As the global trade war heats up, with U.S. allies like the European Union and Japan signing trade pacts and NAFTA falling apart, President Donald Trump will frequently dispatch fiery tweets about the issue.
However, Trump’s tweets on trade matter fairly little for major markets, according to a new research note from Goldman Sachs.
The GS team identified several key phrases — like “trade” and “tariff” — and constructed a daily count of the number of times the president mentioned it on his Twitter feed. They also calculated a 3-day moving average to account for weekend tweets and their impact on the market. Using the data, they ran a regression of the volatility index (^VIX) to see how his tweets may have sparked activity in the stock market.
They found that there was no obvious relationship between the Twitter mentions and the VIX.
The VIX, an index built by the Chicago Board Options Exchange (CBOE), looks at the market’s expectation of 30-day volatility. It’s derived from the implied volatility of S&P 500 index call and put options.
Typically, the VIX will go up when there is more anxiety, fear, and volatility.
Soybeans are an anomaly
The GS note pointed out that there is one commodity in particular that has felt the heat from the tweets — soybeans.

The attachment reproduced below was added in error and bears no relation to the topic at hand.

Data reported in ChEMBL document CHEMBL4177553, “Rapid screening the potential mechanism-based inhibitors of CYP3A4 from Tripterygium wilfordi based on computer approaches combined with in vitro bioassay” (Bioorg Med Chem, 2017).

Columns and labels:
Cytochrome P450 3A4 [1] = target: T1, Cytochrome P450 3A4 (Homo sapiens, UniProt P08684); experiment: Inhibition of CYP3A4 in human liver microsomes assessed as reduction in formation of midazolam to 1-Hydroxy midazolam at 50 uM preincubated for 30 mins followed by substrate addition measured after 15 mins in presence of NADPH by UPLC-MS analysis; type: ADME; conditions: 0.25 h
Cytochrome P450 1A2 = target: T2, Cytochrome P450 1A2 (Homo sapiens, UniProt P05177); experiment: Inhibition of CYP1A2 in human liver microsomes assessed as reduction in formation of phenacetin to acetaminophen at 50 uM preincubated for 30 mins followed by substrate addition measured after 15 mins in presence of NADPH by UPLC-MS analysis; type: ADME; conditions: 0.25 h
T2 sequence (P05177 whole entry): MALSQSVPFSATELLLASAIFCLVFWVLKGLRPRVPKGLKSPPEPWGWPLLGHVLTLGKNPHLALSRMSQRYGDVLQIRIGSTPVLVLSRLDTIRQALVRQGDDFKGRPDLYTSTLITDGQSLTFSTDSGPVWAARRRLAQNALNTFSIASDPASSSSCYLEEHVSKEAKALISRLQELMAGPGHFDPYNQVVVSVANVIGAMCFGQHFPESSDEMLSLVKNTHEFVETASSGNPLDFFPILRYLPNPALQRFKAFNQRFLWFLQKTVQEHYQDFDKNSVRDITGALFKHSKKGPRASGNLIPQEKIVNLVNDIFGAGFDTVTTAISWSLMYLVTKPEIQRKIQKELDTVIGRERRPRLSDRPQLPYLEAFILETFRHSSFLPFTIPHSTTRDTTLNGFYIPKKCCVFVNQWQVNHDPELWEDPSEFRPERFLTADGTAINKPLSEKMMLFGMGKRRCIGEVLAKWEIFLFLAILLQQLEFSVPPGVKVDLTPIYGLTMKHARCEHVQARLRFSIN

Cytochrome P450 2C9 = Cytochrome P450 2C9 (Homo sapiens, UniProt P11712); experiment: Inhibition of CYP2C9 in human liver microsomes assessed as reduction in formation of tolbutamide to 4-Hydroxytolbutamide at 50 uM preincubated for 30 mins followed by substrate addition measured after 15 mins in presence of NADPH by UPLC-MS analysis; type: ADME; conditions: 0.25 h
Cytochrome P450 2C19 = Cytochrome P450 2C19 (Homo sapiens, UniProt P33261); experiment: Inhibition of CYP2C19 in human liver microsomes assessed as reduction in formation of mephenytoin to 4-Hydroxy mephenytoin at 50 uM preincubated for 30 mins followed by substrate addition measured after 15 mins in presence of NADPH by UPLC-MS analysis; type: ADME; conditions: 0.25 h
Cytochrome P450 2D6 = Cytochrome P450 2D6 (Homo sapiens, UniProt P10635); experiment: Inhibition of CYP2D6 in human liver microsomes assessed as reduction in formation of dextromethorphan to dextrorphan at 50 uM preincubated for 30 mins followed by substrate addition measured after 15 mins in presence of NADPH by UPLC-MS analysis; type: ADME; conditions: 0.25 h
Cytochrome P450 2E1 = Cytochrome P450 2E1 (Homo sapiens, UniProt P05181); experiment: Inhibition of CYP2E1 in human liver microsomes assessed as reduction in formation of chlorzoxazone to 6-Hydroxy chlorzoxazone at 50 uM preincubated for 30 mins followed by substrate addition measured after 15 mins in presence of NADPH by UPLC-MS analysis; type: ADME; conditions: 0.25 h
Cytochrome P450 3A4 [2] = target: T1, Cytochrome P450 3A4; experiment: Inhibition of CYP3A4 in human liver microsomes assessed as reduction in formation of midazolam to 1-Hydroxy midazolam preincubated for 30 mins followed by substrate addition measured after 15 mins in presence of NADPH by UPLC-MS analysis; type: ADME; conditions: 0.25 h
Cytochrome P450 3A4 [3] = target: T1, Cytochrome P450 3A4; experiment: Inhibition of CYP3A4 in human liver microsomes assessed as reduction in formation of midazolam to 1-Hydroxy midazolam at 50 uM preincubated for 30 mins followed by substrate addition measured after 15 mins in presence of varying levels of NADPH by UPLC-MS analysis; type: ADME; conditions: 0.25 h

When they looked at daily soybean returns against the index of tweets (while controlling for the Economic Policy Uncertainty Index and the fluctuations in the U.S. dollar), the analysts found that Trump’s tweets had a significant impact on soybeans.
Soybeans have been particularly vulnerable because “it is not possible to completely reroute supplies should China levy tariffs on U.S. soybeans,” the analysts said.
The team had previously written about how when tensions rose between the U.S. and North Korea over their continued missile tests last year, Trump’s tweets “seemed to matter more for global risk appetite than the missile launches per se.”
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